It is late September and we still have fruit flies! I thought these guys were supposed to go away as the temperature dropped! This year they appear to be sticking around, possibly it is all the yummy things I am trying to preserve. Happily, I have a tried and true solution that keeps them at bay. What is it, you ask? I put a small amount of cider vinegar in a bowl with a few pumps of dish soap. The sweetness of the cider vinegar draws them in and the soap coats their wings, so they don’t fly out. Voila! This sounds awfully vicious, I know, but I really hate fruit flies. One more tip, I tried both regular cider vinegar and an organic vinegar that I happened to have and for some reason, the bugs prefer the non-organic. There you have it, go forth and rid your kitchen of these pests!
Next, I was just given a book that I cannot wait to tell you about. America’s Test Kitchen just published a book this month called: d.i.y. cookbook can it, cure it, churn it, brew it. It is “100+ foolproof kitchen projects for the adventurous home cook.” It is so cool. I am a little bit giddy about it. It covers lots of the canning and preserving we have talked about before, but it also goes new and exciting places such as cheese making, charcuterie, and home brewing… how to make corn chips and marshmallows too! If you were to buy one book to test some fun new things out in your kitchen, this would be the book I recommend! The directions seem clear and the pictures are lovely and informative. I am excited to try making lots of things from this book.
One of the recipes is for Preserved Lemons. This is something I have been intrigued with for a little while now and I am happy to report it is very simple. Essentially by adding kosher salt to lemons and allowing them to cure for a few weeks, you end up with rinds that have become soft in texture and mellow in flavor, with a truly interesting brininess from the salt. You can then keep them on hand in your fridge for about 6 months. One can add them to salads or serve them with roasted vegetables to add a bright citrus flavor that seems like it would enhance just about anything! I am currently in the curing stage with mine, but I have great hopes that this will become a staple in our house. It seems like we always have a few lemons around, don’t you?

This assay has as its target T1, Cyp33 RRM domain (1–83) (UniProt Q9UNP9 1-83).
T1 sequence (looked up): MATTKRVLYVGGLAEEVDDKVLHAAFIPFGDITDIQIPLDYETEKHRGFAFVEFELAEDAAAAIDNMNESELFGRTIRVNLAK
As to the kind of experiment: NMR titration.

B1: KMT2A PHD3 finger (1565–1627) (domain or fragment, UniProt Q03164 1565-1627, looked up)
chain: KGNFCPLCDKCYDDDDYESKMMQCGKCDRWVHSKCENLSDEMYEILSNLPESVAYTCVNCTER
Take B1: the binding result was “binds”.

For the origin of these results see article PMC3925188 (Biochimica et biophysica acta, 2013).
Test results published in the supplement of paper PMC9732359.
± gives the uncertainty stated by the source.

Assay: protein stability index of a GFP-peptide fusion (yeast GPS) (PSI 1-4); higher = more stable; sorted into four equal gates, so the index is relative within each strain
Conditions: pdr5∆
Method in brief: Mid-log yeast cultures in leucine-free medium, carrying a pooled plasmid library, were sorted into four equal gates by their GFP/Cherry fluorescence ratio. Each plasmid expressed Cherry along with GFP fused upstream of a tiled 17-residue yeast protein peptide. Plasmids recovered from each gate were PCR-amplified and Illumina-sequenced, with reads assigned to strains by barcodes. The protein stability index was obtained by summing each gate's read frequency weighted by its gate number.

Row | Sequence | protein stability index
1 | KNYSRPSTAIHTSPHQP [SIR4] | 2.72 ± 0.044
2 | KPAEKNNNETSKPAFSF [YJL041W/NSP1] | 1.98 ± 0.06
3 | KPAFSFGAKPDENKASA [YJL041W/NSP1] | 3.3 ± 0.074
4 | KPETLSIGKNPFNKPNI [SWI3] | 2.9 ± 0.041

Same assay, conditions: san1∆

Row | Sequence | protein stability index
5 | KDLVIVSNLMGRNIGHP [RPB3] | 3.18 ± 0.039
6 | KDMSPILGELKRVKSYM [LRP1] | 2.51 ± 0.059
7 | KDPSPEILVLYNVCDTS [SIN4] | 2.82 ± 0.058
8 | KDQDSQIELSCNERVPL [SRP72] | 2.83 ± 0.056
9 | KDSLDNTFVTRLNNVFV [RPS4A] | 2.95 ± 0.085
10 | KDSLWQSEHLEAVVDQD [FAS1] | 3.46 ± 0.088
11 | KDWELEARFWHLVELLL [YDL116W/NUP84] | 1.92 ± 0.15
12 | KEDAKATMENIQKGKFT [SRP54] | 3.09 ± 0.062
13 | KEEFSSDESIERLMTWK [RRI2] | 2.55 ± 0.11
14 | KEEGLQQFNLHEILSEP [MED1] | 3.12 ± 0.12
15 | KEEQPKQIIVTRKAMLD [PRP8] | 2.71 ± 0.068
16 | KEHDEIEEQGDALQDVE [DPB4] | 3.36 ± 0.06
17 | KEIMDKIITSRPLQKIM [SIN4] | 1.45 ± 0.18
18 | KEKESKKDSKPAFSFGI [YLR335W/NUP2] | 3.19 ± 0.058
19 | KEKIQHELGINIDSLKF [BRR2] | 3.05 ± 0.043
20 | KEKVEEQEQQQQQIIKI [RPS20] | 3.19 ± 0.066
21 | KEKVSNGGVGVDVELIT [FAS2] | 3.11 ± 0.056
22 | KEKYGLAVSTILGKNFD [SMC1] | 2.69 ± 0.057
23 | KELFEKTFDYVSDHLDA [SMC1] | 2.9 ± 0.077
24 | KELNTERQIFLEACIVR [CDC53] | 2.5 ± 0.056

The recipe that I used for this was actually from another cookbook, Canning for a New Generation, by Liana Krissoff. I just used the two lemons that I had in my fridge already and a smaller pint size jar, as I think that is a more usable amount, but do whatever feels good to you.
This is a classic North African staple; the funky salted lemons are featured in tagines, salads, rice dishes, and so on. To use the lemons, scrape off and discard the lemon flesh, leaving just the preserved peel.5 lemons, (about 1-1/4 pounds), washed 1/3 cup pure kosher salt 1/3 to 1/2 cup fresh lemon juice, as necessary
Pat the lemons dry and cut them lengthwise into eighths. Layer the wedges with salt in a clean 1-quart jar, pressing them down with a wooden spoon handle to fit the jar. Cover and set aside in a cool spot for 3-4 days. The juice will be drawn out and should cover or almost cover the lemons. Push the lemon wedges down so they are all submerged in the brine; if necessary, add more lemon juice to cover. Put the lid back on the jar and set in a cool spot for about 3 weeks, until the peel is soft.
The preserved lemons will keep, covered, in a cool spot, for at least 6 months; use a clean, dry utensil to remove wedges and make sure all the peel remains covered in brine. Discard any parts that exhibit mold.
Makes 1 quart